The litany of evil multiplying as it does from Adam and Eve onwards speaks to the question of who is responsible for the mess we are in. In the midst of the many wicked people and multiplication of sin, there are a few who were righteous. Enoch walked with God and he was not for God took him. In the midst of a wicked generation, we discover that Noah was a righteous man. Their exception tells us that sin was not inevitable just because of Adam. Each person is also responsible for his own sin. We can’t blame Adam. Romans 5:12 says, “Therefore, just as sin entered the world through one man, and death through sin, and in this way death came to all men, because all sinned.”

            Who is responsible for this mess? You are and I am!

II. How Sin Works

            How could this come about? Why did Adam sin? Why are we so susceptible to sin?

A. Satan’s Part

            The story of Genesis 3 says that the serpent came to the woman. I don’t know why it was a serpent that was used, but that the serpent is Satan is proved from Revelation 12:9, which says, “The great dragon was hurled down—that ancient serpent called the devil, or Satan, who leads the whole world astray.”

            Whenever sin happens, Satan is behind it. He is a deceiver and he uses deception to entice people to yield to temptation. That is what he did in the case of Eve. He deceived her by making it look like God was not being fair and by implying that it would be a far better thing for her to eat of the fruit of the tree.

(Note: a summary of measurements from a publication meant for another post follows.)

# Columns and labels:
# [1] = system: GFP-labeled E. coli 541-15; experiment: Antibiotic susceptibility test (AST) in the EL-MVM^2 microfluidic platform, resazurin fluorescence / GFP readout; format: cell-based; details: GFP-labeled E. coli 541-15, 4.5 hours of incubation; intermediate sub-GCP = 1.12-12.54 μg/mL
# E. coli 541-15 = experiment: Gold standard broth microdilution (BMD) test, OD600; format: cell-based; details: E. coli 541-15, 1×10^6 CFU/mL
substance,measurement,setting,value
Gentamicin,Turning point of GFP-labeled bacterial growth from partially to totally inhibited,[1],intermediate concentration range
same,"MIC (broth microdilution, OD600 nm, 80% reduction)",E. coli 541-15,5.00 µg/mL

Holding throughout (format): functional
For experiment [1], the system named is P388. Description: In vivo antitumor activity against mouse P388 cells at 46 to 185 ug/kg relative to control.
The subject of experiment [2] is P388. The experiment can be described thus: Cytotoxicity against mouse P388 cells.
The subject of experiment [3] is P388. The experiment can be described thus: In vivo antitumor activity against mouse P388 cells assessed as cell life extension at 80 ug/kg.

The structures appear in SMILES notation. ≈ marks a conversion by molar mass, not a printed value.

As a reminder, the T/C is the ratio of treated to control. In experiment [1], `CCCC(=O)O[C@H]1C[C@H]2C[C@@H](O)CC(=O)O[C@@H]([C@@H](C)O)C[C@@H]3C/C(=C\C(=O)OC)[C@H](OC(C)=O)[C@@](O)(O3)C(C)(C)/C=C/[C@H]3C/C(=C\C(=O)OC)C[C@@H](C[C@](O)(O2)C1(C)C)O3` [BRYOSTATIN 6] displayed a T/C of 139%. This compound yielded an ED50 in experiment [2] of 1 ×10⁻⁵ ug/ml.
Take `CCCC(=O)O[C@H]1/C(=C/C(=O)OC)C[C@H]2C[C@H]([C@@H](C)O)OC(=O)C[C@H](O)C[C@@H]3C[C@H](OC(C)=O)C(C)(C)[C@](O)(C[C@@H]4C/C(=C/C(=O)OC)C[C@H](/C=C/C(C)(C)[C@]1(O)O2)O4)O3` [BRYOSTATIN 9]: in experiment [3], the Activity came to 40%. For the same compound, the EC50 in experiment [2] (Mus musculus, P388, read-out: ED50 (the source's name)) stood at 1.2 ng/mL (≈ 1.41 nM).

He is a liar and lied by telling Eve “you will not surely die.” The danger of the lie was that in part it was true. Adam and Eve did not physically die as soon as they ate. Death came in a much worse form and a much more prolonged way. So Satan was right, they did not die right away, but he was lying, they did die.

            Whenever we experience temptation, the same deception and lying of Satan is behind all our temptations. However, we are not defenceless. The best weapon we have to overcome the work of Satan is the spiritual armour given us in Ephesians 6:12-18. The truth of God and faith in God are the two primary weapons in this arsenal.

B. Temptation’s Tricks

            Satan is behind temptation, but we should be careful not to give him too much credit. The temptations of Satan speak to wickedness in our own heart. The temptations work because we want them to work.

            The beginning of temptation is always a questioning of the truth and the love of God. Satan began with the line, “Did God really say…?” This is how the path to sin begins. I am in favour of examining our faith. I am suspect of a faith that has never asked the hard questions and examined the depths of God. However, there is a subtle difference between a faith that goes deeper because it has looked at the hard questions and a faith that questions the goodness and love of God. When Eve replied to the serpent by saying, “you must not touch it” she had already begun to be taken in by the serpents questioning. She already had changed her attitude towards God. By the time Eve was reaching out to touch the forbidden fruit, she had moved from questioning God to doubting God’s goodness. So it is with us as well. When we question whether what God says in His word is really true, whether his way is best, whether it is really all that serious to sin, if perhaps we can sin and then repent later, we are walking down a dangerous path.

            Furthermore, sin happened because of desire. Satan prompted some questions and Eve was ready to entertain those questions, but that was not the only thing which led her astray. We also read that she “saw that the fruit of the tree was good for food and pleasing to the eye.” That is also how all temptation begins. It begins by answering a desire in our hearts. No matter how we have sinned, at its root is a desire for something that is not good or that is good, but in the wrong place at the wrong time.